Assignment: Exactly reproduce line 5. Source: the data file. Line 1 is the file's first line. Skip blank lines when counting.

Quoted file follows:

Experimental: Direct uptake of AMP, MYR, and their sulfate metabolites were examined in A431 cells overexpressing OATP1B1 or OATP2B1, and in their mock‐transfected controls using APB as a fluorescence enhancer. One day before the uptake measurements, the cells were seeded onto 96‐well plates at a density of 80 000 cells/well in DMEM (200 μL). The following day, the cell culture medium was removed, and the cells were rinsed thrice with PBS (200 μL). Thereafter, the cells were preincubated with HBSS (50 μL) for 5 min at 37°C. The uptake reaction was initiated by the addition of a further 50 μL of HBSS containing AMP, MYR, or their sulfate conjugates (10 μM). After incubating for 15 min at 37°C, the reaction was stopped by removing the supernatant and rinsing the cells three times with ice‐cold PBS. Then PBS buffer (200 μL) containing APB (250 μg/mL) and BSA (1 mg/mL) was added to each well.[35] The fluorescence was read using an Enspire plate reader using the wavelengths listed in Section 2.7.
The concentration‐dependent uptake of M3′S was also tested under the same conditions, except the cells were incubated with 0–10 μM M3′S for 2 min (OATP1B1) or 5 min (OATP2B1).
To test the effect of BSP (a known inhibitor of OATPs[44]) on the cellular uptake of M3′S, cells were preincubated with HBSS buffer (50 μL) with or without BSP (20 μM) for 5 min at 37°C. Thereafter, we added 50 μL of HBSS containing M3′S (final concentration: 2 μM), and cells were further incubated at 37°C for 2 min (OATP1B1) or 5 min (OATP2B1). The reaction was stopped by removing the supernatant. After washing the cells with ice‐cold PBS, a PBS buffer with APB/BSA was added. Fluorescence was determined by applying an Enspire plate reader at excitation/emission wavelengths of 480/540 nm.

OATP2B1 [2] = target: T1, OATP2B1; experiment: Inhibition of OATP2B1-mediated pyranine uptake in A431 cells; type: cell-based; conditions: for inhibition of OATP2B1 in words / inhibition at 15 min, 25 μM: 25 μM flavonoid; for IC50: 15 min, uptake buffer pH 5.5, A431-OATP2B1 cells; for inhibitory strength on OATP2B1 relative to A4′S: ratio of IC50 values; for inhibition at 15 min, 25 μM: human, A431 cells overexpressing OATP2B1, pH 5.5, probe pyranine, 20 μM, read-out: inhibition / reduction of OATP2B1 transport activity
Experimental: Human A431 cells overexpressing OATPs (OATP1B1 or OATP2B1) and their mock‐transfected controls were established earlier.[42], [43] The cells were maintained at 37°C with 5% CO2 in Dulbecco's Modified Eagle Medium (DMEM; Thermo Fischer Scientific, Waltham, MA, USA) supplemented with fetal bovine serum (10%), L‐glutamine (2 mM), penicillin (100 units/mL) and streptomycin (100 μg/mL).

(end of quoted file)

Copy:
Experimental: Human A431 cells overexpressing OATPs (OATP1B1 or OATP2B1) and their mock‐transfected controls were established earlier.[42], [43] The cells were maintained at 37°C with 5% CO2 in Dulbecco's Modified Eagle Medium (DMEM; Thermo Fischer Scientific, Waltham, MA, USA) supplemented with fetal bovine serum (10%), L‐glutamine (2 mM), penicillin (100 units/mL) and streptomycin (100 μg/mL).